The final Thomas Cook passengers being flown home to the UK after the company’s collapse have landed this morning.
Sunday marked the end of the the emergency repatriation, Operation Matterhorn, with the last plane landing in Manchester this morning.
The enormous operation, run by the UK’s Civil Aviation Authority (CAA), brought 150,000 passengers home on around 700 flights.
The operation was the UK’s largest ever peacetime repatriation programme.
“We are pleased that 94% of holidaymakers have arrived home on the day of their original departure,” said Richard Moriarty, chief executive at the CAA.
Any remaining passengers who wanted to return after 7 October have been told they will have to make their own arrangements.
Those covered by the Air Travel Organiser’s Licence (ATOL) scheme, as the majority of Thomas Cook holidays were, will be refunded.
The CAA used some Thomas Cook staff during Operation Matterhorn but as the final flight lands, they will join the 9,000 or so colleagues left jobless.
As cabin crew worked their final rescue flights on Sunday, passengers described seeing many in tears.
“The staff were all crying,” one passenger told Sky News at Manchester Airport.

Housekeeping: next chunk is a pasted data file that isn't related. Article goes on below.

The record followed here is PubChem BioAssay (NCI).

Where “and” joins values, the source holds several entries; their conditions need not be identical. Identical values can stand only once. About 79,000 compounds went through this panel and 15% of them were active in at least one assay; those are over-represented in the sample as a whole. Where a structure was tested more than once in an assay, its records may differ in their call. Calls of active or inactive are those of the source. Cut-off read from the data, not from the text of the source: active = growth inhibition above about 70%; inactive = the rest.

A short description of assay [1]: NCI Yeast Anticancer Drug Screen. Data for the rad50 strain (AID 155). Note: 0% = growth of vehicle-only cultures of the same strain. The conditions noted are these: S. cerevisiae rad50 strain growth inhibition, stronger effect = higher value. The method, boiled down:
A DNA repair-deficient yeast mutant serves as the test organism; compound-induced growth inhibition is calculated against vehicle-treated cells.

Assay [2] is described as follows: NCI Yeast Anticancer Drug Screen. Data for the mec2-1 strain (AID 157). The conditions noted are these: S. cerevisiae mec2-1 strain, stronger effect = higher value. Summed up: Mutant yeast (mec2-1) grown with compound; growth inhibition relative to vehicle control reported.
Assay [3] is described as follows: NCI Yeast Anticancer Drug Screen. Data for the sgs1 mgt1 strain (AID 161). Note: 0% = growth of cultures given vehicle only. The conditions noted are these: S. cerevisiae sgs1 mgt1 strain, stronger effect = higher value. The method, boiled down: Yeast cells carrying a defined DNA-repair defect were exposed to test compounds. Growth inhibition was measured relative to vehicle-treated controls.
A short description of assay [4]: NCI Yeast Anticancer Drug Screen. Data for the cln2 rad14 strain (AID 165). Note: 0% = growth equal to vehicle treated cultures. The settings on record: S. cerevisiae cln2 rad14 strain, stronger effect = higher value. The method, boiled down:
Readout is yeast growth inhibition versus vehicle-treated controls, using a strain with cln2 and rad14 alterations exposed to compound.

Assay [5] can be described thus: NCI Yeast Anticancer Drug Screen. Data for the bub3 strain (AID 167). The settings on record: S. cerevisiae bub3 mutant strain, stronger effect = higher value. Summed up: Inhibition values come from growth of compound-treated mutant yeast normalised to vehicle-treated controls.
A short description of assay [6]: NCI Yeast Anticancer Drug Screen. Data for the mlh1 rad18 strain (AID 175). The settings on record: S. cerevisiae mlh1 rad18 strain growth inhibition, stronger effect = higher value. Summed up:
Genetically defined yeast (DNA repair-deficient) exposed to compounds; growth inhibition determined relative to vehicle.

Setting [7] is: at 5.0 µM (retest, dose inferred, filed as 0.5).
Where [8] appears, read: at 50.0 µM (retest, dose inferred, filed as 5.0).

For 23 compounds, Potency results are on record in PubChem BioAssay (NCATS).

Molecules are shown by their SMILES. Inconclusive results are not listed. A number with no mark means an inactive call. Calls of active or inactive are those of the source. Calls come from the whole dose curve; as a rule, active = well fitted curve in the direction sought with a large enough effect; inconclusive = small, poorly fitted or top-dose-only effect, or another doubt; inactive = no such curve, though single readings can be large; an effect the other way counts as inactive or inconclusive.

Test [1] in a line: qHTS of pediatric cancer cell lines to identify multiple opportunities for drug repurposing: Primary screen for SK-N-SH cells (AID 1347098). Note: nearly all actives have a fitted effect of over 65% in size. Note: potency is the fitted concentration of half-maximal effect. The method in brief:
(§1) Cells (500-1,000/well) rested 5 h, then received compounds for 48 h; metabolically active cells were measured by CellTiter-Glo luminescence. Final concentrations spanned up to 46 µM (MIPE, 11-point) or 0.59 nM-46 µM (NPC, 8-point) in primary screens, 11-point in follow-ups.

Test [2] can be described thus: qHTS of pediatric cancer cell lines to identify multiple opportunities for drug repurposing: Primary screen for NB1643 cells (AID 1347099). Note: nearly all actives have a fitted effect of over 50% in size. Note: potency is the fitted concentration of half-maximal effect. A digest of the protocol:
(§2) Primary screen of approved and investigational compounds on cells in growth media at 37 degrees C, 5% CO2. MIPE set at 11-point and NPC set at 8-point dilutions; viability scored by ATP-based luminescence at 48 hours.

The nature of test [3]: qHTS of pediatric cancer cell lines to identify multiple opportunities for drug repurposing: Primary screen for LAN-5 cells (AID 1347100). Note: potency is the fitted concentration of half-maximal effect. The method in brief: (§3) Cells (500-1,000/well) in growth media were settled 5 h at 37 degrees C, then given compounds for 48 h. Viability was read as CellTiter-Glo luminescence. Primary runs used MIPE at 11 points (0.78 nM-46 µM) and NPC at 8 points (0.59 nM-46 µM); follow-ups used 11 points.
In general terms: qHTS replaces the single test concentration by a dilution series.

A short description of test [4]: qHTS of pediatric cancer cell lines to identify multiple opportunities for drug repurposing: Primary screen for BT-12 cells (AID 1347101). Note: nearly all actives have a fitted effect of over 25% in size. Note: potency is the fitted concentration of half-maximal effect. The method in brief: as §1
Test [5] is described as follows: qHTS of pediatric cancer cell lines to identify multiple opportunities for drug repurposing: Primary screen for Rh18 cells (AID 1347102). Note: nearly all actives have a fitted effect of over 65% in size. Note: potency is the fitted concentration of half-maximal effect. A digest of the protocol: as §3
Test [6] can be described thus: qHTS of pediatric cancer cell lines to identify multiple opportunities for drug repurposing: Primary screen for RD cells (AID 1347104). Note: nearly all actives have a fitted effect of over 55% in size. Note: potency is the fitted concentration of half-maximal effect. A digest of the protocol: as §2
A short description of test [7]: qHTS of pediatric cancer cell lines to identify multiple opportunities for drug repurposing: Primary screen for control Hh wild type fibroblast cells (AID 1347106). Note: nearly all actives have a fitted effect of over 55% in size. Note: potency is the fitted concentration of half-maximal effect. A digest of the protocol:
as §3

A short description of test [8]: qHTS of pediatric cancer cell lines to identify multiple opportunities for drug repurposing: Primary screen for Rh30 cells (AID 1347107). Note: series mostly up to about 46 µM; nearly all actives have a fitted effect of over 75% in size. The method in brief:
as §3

“And I started crying too. It was very emotional. They’ve done a fantastic job in getting us back.”
Another said he had been “worried” about getting home from his holiday in Tunisia, but was “very happy” about how it had been managed and praised the “brilliant Thomas Cook representative”.
Thomas Cook stopped trading on 28 September, after 178 years in business.
A parliamentary committee has begun to examine the actions of its management team in the company’s final months.
An inquiry has also been launched by the accounting watchdog into the firm’s auditors.
The Financial Reporting Council (FRC) will look at the role of financial services firm EY in signing off the last set of accounts prior to the tour operator going bust.
The regulator said it would examine whether EY had acted correctly in its audit of the 2018 figures.